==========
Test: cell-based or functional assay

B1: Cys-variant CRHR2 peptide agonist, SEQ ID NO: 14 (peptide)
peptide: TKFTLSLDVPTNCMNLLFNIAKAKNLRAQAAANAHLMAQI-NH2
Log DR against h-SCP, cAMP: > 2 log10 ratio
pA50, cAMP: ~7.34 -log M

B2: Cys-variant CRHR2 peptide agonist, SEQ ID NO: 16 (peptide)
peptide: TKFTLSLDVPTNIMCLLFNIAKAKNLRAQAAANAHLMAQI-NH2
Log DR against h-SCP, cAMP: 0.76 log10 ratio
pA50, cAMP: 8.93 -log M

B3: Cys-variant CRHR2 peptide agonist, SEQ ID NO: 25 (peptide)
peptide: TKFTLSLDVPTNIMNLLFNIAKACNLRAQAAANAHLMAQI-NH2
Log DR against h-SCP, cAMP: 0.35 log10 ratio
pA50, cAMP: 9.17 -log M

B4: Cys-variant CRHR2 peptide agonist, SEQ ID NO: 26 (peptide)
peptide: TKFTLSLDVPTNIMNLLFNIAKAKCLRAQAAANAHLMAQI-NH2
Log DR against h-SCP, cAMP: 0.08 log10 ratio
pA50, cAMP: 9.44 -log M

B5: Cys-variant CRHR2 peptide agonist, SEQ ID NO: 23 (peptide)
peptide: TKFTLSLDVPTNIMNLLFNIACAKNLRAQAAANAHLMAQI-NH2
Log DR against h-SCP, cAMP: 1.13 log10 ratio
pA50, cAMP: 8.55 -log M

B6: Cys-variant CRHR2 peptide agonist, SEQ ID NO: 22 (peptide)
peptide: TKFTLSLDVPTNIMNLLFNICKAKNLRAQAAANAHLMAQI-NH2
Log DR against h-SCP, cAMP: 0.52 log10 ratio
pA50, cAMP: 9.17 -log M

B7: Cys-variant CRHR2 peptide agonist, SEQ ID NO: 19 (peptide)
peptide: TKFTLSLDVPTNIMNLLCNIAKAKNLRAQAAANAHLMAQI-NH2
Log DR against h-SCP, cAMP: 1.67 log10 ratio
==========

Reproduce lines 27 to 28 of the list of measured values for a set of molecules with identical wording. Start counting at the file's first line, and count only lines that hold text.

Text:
peptide: TKFTLSLDVPTNIMNLLCNIAKAKNLRAQAAANAHLMAQI-NH2
Log DR against h-SCP, cAMP: 1.67 log10 ratio